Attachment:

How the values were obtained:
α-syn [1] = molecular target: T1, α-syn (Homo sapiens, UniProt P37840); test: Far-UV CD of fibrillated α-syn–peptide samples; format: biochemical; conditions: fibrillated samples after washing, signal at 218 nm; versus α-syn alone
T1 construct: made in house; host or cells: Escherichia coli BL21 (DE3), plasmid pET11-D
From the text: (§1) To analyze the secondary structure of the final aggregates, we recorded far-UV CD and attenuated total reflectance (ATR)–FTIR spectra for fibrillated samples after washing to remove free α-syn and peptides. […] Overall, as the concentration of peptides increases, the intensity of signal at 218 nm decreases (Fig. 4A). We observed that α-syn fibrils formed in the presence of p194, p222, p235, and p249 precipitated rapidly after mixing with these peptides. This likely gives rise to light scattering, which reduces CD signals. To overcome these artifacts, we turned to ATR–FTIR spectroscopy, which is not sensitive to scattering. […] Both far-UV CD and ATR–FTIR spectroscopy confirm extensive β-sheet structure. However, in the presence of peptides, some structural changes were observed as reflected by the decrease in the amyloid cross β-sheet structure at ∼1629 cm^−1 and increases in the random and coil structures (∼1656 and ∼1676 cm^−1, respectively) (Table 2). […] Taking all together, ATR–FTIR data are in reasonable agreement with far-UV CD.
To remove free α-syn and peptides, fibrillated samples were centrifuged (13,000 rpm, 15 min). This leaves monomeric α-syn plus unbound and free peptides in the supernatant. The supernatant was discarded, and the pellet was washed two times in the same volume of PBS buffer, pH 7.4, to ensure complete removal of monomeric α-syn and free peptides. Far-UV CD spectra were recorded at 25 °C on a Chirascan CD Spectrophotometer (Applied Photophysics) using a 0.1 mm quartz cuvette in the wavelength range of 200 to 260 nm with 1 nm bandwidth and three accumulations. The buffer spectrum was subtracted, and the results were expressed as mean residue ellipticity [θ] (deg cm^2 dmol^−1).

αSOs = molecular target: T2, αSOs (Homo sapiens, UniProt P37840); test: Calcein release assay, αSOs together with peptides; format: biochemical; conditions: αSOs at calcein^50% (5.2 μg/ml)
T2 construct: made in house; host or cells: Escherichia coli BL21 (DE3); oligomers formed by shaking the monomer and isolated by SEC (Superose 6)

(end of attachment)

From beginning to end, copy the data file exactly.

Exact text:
How the values were obtained:
α-syn [1] = molecular target: T1, α-syn (Homo sapiens, UniProt P37840); test: Far-UV CD of fibrillated α-syn–peptide samples; format: biochemical; conditions: fibrillated samples after washing, signal at 218 nm; versus α-syn alone
T1 construct: made in house; host or cells: Escherichia coli BL21 (DE3), plasmid pET11-D
From the text: (§1) To analyze the secondary structure of the final aggregates, we recorded far-UV CD and attenuated total reflectance (ATR)–FTIR spectra for fibrillated samples after washing to remove free α-syn and peptides. […] Overall, as the concentration of peptides increases, the intensity of signal at 218 nm decreases (Fig. 4A). We observed that α-syn fibrils formed in the presence of p194, p222, p235, and p249 precipitated rapidly after mixing with these peptides. This likely gives rise to light scattering, which reduces CD signals. To overcome these artifacts, we turned to ATR–FTIR spectroscopy, which is not sensitive to scattering. […] Both far-UV CD and ATR–FTIR spectroscopy confirm extensive β-sheet structure. However, in the presence of peptides, some structural changes were observed as reflected by the decrease in the amyloid cross β-sheet structure at ∼1629 cm^−1 and increases in the random and coil structures (∼1656 and ∼1676 cm^−1, respectively) (Table 2). […] Taking all together, ATR–FTIR data are in reasonable agreement with far-UV CD.
To remove free α-syn and peptides, fibrillated samples were centrifuged (13,000 rpm, 15 min). This leaves monomeric α-syn plus unbound and free peptides in the supernatant. The supernatant was discarded, and the pellet was washed two times in the same volume of PBS buffer, pH 7.4, to ensure complete removal of monomeric α-syn and free peptides. Far-UV CD spectra were recorded at 25 °C on a Chirascan CD Spectrophotometer (Applied Photophysics) using a 0.1 mm quartz cuvette in the wavelength range of 200 to 260 nm with 1 nm bandwidth and three accumulations. The buffer spectrum was subtracted, and the results were expressed as mean residue ellipticity [θ] (deg cm^2 dmol^−1).

αSOs = molecular target: T2, αSOs (Homo sapiens, UniProt P37840); test: Calcein release assay, αSOs together with peptides; format: biochemical; conditions: αSOs at calcein^50% (5.2 μg/ml)
T2 construct: made in house; host or cells: Escherichia coli BL21 (DE3); oligomers formed by shaking the monomer and isolated by SEC (Superose 6)